The Federal Circuit then set forth three requirements for determining what constitutes a “regular and established place of business”: (i) there must be a physical place in the district; (ii) it must be a regular and established place of business; (iii) it must be the place of the defendant. The Federal Circuit noted that these three requirements hew close to the statutory language of §1400(b), whereas “[t]he district court’s four-factor test is not sufficiently tethered to this statutory language.”
The Federal Circuit next proceeded to address the errors in the district court’s June 29, 2017 opinion under the above three requirements.
As to the first requirement, the Federal Circuit asserted that the district court “erred as a matter of law in holding that a ‘fixed physical location in the district is not a prerequisite to proper venue.’” The Federal Circuit clarified that the reference in §1400(b) to a “place” cannot be read to refer to a “virtual space” or to “electronic communications from one person to another.” The Federal Circuit also explained that, while a “place” need not be a formal office or store, “there must still be a physical, geographical location in the district from which the business of the defendant is carried out.”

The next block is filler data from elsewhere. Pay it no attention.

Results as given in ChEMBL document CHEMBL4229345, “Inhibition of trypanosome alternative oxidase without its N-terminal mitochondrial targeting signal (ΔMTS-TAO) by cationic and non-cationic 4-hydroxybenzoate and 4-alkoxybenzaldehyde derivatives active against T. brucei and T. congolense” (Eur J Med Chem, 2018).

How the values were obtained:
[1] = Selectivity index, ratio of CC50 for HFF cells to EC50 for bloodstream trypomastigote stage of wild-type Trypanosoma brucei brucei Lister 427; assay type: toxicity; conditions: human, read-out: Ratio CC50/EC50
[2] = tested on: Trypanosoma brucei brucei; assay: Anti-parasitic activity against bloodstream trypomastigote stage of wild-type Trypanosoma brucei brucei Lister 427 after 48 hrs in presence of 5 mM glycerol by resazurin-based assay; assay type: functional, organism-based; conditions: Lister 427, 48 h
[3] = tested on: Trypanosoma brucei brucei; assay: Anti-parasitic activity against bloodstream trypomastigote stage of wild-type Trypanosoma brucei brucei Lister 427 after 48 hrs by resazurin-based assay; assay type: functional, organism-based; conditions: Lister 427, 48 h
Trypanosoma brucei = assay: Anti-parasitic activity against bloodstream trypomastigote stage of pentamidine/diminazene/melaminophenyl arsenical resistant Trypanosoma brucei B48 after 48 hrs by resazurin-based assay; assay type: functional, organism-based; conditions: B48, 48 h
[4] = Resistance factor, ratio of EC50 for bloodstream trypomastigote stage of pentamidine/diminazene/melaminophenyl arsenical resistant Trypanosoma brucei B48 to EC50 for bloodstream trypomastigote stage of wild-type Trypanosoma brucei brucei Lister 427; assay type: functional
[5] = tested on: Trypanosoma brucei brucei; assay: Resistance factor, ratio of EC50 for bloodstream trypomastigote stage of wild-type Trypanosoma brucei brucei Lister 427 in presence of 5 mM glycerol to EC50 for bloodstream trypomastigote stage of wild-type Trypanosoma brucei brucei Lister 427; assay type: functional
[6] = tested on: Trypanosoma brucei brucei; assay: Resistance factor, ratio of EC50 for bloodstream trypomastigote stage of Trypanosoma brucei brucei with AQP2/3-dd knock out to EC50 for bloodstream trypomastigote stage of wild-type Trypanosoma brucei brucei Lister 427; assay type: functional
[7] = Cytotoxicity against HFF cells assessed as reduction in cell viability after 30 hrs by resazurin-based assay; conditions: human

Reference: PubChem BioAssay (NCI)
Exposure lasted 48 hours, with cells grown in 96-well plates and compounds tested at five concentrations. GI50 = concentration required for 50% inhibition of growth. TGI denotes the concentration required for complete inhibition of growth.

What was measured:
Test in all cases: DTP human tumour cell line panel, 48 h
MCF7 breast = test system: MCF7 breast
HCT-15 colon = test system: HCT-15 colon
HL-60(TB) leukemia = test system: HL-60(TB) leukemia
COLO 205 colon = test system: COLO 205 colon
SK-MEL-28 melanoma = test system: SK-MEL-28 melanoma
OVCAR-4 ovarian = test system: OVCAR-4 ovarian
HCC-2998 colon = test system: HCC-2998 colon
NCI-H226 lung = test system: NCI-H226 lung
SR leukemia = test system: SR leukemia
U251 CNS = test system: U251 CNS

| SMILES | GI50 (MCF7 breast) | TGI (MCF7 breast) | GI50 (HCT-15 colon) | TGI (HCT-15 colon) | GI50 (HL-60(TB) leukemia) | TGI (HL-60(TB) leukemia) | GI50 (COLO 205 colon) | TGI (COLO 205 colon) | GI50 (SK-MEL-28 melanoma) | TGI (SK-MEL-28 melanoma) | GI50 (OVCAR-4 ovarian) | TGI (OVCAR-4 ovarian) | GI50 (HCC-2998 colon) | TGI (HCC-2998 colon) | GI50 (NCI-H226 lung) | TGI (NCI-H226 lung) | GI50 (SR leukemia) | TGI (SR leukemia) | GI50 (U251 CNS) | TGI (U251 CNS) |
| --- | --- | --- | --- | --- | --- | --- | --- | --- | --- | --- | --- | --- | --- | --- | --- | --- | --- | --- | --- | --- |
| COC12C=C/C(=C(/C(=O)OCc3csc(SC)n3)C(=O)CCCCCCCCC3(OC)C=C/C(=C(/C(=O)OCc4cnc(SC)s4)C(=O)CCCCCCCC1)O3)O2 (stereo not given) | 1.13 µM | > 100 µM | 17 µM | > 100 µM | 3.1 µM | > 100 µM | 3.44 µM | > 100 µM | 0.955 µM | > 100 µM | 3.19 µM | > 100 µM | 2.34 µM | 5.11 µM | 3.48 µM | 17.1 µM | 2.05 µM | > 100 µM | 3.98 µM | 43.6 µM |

As to the second requirement, the Federal Circuit asserted that “[t]he district court’s test fails to recognize that the place of business must be ‘regular.’” The Federal Circuit clarified that sporadic activity and single acts within a district do not suffice to create venue. The Federal Circuit further explained that “while a business can certainly move its location, it must for a meaningful time period be stable, established,” and that “if an employee can move his or her home out of the district at his or her own instigation, without the approval of the defendant, that would cut against the employee’s home being considered a place of business for the defendant.”